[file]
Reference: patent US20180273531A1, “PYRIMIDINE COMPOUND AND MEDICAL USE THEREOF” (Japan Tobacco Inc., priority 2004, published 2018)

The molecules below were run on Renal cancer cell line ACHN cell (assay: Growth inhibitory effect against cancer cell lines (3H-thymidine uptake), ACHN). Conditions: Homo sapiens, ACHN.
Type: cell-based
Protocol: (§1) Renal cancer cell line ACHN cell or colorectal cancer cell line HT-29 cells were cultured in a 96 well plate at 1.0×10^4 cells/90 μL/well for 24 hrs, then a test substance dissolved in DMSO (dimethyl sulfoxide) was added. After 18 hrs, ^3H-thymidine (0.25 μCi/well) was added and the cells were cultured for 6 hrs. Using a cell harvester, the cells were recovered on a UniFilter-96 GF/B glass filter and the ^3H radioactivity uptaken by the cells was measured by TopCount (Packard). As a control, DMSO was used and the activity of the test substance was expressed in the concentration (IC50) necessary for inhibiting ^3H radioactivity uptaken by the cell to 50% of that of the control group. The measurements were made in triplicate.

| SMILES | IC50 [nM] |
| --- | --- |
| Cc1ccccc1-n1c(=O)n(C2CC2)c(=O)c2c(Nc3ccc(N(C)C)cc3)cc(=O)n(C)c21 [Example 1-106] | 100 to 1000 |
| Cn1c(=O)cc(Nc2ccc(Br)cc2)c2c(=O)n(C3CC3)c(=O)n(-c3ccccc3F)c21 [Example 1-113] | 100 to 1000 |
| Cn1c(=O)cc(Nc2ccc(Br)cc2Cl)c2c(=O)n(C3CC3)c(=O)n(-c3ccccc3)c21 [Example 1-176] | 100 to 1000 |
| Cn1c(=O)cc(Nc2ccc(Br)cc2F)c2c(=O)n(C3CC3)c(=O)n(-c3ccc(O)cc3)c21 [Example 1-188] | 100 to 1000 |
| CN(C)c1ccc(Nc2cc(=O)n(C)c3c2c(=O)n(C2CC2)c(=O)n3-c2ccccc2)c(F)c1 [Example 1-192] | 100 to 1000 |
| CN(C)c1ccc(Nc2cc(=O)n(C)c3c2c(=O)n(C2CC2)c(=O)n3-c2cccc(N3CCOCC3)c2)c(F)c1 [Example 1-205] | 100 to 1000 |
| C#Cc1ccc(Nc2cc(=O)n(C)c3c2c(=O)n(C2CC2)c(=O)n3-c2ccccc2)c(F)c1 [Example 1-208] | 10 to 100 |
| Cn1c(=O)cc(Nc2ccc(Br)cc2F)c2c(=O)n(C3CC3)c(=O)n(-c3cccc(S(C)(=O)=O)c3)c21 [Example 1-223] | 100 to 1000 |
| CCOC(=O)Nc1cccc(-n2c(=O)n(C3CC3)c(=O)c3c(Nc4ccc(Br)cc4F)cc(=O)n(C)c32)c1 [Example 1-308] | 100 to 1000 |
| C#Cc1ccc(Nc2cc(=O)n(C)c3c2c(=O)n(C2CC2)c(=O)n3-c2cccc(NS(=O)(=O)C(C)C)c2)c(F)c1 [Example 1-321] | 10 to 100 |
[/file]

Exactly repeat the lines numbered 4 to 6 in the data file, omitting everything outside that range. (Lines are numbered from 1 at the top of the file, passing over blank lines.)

Protocol: (§1) Renal cancer cell line ACHN cell or colorectal cancer cell line HT-29 cells were cultured in a 96 well plate at 1.0×10^4 cells/90 μL/well for 24 hrs, then a test substance dissolved in DMSO (dimethyl sulfoxide) was added. After 18 hrs, ^3H-thymidine (0.25 μCi/well) was added and the cells were cultured for 6 hrs. Using a cell harvester, the cells were recovered on a UniFilter-96 GF/B glass filter and the ^3H radioactivity uptaken by the cells was measured by TopCount (Packard). As a control, DMSO was used and the activity of the test substance was expressed in the concentration (IC50) necessary for inhibiting ^3H radioactivity uptaken by the cell to 50% of that of the control group. The measurements were made in triplicate.

| SMILES | IC50 [nM] |
| --- | --- |